Justin Way in happier times
Kaitlyn Christine Lyons arrived at her house to find her boyfriend drunk and distraught about losing his job and his sobriety. She called a non-emergency police number seeking help and then the unthinkable happened:
Minutes later, two St. Johns County Sheriff’s deputies, 26-year-old Jonas Carballosa and 32-year-old Kyle Braig, arrived at the home, armed with assault rifles, and told Kaitlyn to wait outside.
“I thought they were going into war,” she remembered thinking when she first saw the large guns. Within moments, Justin was shot dead.
Kaitlyn said she never felt threatened. Police say Justin tried to attack them with a knife. Justin's family rejects their narrative:
“If Justin was coming after them with a knife, at 6-foot-4, wouldn’t there be blood splattered all over the room?” George said.
Way’s parents brought Justin’s mattress to the curb after his death. George says he believes there was a bullet dug out of the bed from a hole found in the middle of it. He also said the blood was contained entirely within the mattress, and that it did not hit the walls or the floor.
Sad for everyone involved. Nationwide mentally ill people are being killed at the hands of police on a far too regular basis. Tanisha Anderson in Cleveland, Ohio.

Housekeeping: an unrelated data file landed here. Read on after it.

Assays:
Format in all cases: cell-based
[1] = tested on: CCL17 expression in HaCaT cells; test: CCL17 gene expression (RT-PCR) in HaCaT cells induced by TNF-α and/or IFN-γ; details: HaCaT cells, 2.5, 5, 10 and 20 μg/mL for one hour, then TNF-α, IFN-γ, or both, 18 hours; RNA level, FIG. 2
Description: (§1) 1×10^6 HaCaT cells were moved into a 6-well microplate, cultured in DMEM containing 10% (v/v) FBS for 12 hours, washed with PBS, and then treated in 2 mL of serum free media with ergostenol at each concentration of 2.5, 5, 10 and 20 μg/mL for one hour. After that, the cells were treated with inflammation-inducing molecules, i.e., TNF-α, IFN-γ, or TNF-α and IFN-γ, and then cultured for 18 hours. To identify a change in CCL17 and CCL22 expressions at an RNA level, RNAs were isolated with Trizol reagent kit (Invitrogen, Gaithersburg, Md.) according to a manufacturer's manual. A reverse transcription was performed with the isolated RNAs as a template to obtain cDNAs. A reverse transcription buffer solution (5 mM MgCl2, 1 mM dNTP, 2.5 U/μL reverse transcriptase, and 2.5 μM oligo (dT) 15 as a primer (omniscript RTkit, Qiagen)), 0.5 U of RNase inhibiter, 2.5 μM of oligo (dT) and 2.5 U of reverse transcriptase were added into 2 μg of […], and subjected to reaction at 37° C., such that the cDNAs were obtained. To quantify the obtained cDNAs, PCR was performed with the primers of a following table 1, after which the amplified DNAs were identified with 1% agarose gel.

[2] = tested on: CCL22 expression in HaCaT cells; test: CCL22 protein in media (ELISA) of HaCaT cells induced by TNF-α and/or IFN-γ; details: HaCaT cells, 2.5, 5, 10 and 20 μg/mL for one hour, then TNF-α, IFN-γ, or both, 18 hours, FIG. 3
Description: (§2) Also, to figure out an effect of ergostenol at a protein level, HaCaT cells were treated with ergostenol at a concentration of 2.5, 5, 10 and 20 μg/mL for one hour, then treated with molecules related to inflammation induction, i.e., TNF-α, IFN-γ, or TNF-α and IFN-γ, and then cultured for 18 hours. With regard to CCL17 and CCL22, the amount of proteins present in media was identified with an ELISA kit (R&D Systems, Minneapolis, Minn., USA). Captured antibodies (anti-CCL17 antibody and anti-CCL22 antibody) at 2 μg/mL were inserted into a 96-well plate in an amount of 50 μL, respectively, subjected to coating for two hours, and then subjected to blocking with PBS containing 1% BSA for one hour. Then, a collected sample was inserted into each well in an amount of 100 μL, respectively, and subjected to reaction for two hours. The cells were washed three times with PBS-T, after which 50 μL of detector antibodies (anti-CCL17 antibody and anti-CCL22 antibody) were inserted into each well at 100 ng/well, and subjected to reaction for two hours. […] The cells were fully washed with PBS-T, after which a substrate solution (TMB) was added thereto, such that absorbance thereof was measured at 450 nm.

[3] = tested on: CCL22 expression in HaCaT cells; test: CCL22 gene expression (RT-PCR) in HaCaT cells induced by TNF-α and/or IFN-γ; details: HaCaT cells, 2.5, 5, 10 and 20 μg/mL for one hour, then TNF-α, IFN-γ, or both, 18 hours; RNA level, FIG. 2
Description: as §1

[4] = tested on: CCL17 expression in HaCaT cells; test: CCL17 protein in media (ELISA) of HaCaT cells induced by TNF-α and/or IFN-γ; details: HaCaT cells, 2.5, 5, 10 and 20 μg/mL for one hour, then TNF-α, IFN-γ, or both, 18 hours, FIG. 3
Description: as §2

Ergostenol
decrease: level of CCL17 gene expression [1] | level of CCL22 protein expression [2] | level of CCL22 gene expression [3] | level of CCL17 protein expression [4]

Gino Rodriquez in Midland, Texas.
Wilfredo Justiniano in Quincy, Massachusetts
. The list goes on and on and it is becoming increasingly clear that we need a national conversation and more humane solutions when police are dealing with the mentally ill. When a call, like the one Kaitlyn made on behalf of Justin, comes into a suicide hotline, why send the cavalry and not a mental health professional? Or some combination thereof? As Madison, Wisconsin's police chief notes, it's time for change:
Now is the time we must ask questions about the policies surrounding the use of deadly force, how police are trained and lead, their attitudes surrounding the taking of a life, and what they are going to do to assure their communities that this will cease; that is, their moral duty?